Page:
“Is your master in,” she demanded, “Monsieur Estermen?”

The man stared at her, then bowed. The appearance of Madame Christophor was, without doubt, impressive.

“I will inquire, madame,” he replied.

“I am in a hurry,” she said curtly. “Be so good as to let your master know that.”

A moment later she was ushered into a sitting-room–a man’s apartment, untidy, reeking of cigarette smoke and stale air. There were photographs and souvenirs of women everywhere. The windows were fast-closed and the curtains half-drawn. The man who stood upon the hearthrug was of medium height, dark, with close-cropped hair and a black, drooping moustache. His first glance at his visitor, as the door opened, was one of impertinent curiosity.

“Madame?” he inquired.

“You are Monsieur Estermen?”

He bowed. He was very much impressed and he endeavored to assume a manner.

“That is my name. Pray be seated.”

She waved away the chair he offered.

“My automobile is in the street below,” she said. “I wish you to come with me at once to see a poor girl who is dying.”

He looked at her in amazement.

“Are you serious, madame?”

“I am very serious indeed,” she replied. “The girl’s name is Lucie Rénault.”

For the moment he seemed perplexed. Then his eyebrows were slowly raised.

“Lucie Rénault,” he repeated. “What do you know about her?”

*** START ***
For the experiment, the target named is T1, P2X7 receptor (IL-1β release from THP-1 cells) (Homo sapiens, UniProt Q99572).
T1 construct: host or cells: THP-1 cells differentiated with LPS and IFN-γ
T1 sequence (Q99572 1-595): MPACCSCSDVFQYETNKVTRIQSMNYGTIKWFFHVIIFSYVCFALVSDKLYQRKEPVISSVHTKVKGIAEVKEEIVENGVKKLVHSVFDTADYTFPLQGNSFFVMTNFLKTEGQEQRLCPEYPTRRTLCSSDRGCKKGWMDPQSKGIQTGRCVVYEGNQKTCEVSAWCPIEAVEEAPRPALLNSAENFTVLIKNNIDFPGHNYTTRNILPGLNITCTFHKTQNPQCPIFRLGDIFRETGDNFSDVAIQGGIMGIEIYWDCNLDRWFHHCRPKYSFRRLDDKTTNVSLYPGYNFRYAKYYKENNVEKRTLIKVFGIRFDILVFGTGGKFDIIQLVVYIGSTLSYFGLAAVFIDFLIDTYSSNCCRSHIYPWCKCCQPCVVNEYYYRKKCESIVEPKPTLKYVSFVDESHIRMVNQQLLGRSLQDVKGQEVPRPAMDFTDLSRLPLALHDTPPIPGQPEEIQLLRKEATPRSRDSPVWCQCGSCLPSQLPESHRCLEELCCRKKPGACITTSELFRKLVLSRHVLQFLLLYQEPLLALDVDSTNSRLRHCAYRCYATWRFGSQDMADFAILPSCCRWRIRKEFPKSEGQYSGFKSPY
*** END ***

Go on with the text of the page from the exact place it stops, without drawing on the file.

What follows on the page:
“Only that she is a poor child who has suffered at your hands and who is dying in a private hospital,” Madame Christophor answered. “She has been taken there out of charity. She has no friends, she is dying alone. Come with me. I will take you to her. You shall save her at least from that terror.”

It was the aim of the man with whom she spoke to be considered modern. A perfect and invincible selfishness had enabled him to reach the topmost heights of callousness, and to remain there without affectation.

“If the little girl is dying,” he said, “I am sorry, for she was pretty and companionable, although I have lost sight of her lately. But as to my going out to see her, why, that is absurd. I hate illness of all sorts.”

The woman looked at him steadfastly, looked at him as though she had come into contact with some strange creature.

“Do you understand what it is that I am saying?” she demanded. “This girl was once your little friend, is it not so? It was for your sake that she gave up the simple life she was living when you first knew her, and went upon the stage. The life was too strenuous for her. She broke down, took no care of herself, developed a cough and alas! tuberculosis.”

The man sighed. He had adopted an expression of abstract sympathy.

“A terrible disease,” he murmured.